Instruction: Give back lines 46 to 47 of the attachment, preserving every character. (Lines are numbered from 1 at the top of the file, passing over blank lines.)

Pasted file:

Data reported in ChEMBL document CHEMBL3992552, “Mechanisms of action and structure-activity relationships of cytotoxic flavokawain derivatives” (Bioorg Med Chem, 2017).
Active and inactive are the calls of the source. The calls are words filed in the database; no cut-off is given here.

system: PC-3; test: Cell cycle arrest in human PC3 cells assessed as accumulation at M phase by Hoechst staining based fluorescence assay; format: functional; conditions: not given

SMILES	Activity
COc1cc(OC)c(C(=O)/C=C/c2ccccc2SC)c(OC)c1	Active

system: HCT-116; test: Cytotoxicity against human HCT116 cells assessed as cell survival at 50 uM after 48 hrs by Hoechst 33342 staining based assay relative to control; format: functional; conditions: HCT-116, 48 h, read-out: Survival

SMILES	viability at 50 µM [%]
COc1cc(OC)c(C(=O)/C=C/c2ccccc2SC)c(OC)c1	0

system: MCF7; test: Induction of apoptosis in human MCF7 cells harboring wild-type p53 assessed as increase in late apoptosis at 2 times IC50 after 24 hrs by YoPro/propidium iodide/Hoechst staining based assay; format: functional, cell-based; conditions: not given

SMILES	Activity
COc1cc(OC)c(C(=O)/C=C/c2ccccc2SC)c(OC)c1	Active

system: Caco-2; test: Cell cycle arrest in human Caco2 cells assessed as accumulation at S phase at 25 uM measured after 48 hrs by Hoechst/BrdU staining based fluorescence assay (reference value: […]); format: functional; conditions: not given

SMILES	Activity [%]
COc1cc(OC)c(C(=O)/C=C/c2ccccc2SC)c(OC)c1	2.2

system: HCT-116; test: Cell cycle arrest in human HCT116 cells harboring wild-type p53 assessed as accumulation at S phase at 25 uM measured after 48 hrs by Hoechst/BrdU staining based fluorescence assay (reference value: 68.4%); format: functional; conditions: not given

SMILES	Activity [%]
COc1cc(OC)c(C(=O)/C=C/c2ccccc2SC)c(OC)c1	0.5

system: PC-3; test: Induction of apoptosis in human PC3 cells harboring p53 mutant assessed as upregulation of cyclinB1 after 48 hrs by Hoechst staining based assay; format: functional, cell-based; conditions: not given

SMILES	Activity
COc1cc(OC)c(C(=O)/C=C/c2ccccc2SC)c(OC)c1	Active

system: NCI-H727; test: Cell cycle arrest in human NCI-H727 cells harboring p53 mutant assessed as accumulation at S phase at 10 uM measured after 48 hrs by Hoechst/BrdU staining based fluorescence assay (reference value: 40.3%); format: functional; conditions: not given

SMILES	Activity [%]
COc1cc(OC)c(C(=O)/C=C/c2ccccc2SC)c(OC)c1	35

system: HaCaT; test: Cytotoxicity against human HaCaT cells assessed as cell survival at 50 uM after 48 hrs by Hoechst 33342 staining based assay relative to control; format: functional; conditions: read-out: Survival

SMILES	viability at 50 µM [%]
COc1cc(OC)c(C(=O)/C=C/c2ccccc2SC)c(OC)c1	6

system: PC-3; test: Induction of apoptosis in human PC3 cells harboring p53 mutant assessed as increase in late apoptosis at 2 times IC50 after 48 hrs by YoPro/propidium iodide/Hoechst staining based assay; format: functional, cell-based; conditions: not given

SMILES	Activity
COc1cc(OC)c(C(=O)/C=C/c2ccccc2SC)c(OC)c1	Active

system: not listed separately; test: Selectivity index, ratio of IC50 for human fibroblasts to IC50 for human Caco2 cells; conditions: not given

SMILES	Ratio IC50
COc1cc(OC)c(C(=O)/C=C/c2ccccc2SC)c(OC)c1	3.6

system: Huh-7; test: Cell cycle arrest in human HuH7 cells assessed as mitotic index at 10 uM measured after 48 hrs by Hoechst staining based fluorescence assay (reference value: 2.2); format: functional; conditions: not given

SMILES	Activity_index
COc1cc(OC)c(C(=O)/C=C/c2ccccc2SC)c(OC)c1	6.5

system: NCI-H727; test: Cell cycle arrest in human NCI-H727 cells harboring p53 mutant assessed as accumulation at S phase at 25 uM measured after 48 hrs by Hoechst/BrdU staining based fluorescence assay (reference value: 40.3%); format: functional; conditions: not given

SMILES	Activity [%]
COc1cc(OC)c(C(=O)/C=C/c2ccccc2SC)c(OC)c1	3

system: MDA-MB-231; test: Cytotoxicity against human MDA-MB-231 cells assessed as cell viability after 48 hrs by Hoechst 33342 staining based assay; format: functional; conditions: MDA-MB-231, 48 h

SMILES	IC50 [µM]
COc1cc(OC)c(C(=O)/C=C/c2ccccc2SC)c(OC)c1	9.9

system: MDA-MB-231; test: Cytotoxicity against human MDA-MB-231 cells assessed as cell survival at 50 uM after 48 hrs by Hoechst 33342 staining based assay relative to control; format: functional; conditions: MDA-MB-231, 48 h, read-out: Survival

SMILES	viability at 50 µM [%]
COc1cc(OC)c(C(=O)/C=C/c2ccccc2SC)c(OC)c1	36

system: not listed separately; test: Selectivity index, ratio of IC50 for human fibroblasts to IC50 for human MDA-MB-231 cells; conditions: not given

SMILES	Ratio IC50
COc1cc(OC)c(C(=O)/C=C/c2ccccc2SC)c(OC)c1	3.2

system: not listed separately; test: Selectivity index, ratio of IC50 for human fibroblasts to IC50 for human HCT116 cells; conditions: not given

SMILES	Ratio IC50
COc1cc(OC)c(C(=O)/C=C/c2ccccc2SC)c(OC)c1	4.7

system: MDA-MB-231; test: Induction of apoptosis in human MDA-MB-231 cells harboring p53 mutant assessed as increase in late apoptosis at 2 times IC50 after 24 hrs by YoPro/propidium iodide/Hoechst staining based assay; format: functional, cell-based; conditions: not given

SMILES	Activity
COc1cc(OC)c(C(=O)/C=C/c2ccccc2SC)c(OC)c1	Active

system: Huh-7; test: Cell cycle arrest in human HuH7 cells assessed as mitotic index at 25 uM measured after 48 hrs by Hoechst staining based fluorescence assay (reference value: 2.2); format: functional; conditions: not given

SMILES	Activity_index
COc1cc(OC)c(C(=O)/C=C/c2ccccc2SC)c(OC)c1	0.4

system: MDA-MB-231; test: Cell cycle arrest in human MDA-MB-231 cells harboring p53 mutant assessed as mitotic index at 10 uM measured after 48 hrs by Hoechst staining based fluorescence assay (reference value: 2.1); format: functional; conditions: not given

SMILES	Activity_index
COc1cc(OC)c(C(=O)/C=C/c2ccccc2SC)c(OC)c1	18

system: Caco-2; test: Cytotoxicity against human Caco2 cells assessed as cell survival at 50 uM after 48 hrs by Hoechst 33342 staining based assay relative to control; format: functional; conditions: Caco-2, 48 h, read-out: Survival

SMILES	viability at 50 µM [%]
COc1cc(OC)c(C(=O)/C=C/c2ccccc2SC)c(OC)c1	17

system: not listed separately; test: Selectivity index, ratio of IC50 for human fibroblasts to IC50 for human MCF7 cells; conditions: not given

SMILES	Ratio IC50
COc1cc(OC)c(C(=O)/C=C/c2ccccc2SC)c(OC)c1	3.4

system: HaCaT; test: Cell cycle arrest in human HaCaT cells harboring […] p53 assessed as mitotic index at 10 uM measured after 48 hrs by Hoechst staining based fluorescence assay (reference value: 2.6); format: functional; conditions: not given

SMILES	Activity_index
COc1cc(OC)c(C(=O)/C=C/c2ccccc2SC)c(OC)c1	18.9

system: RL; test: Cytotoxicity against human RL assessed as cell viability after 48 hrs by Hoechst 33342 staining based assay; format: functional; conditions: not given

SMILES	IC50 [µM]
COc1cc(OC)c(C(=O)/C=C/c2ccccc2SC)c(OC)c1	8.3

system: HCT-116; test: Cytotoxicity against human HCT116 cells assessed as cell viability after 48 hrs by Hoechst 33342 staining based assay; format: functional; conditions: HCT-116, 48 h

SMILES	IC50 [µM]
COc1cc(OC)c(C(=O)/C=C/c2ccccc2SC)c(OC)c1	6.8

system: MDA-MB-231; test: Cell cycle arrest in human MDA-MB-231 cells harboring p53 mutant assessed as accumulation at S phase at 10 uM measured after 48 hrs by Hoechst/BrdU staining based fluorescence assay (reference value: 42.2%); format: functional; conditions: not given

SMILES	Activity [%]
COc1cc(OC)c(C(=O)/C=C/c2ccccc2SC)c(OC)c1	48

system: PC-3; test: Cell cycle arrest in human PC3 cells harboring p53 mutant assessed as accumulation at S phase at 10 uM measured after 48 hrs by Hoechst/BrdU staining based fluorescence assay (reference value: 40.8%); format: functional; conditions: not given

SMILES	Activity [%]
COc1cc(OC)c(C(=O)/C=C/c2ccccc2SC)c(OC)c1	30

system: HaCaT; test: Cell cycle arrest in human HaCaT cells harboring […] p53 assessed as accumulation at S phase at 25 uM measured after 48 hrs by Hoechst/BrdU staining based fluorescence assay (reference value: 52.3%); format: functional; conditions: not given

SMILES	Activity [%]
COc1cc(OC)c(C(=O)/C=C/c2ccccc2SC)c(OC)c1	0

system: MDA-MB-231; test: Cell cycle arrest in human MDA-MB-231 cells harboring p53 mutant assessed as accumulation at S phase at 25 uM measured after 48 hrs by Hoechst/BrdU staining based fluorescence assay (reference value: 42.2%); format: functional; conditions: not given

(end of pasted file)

SMILES	Ratio IC50
COc1cc(OC)c(C(=O)/C=C/c2ccccc2SC)c(OC)c1	3.2